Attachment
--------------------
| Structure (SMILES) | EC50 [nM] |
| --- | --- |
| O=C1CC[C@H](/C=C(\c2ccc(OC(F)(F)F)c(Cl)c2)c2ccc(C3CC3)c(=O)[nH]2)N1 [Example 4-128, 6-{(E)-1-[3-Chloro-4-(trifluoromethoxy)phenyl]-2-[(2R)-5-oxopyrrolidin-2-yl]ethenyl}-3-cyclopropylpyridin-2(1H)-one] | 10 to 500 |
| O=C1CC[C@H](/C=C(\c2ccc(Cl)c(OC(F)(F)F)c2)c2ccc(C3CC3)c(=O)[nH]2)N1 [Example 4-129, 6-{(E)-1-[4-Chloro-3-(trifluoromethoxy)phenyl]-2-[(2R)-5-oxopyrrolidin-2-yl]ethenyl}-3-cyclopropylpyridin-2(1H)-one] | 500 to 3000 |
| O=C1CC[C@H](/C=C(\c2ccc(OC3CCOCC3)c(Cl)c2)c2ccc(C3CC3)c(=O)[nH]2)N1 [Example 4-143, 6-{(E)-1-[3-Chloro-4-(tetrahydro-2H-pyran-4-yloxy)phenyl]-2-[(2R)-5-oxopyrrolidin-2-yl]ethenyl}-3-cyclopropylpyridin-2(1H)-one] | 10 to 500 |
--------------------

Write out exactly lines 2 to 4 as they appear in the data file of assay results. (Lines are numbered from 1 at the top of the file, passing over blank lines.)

| --- | --- |
| O=C1CC[C@H](/C=C(\c2ccc(OC(F)(F)F)c(Cl)c2)c2ccc(C3CC3)c(=O)[nH]2)N1 [Example 4-128, 6-{(E)-1-[3-Chloro-4-(trifluoromethoxy)phenyl]-2-[(2R)-5-oxopyrrolidin-2-yl]ethenyl}-3-cyclopropylpyridin-2(1H)-one] | 10 to 500 |
| O=C1CC[C@H](/C=C(\c2ccc(Cl)c(OC(F)(F)F)c2)c2ccc(C3CC3)c(=O)[nH]2)N1 [Example 4-129, 6-{(E)-1-[4-Chloro-3-(trifluoromethoxy)phenyl]-2-[(2R)-5-oxopyrrolidin-2-yl]ethenyl}-3-cyclopropylpyridin-2(1H)-one] | 500 to 3000 |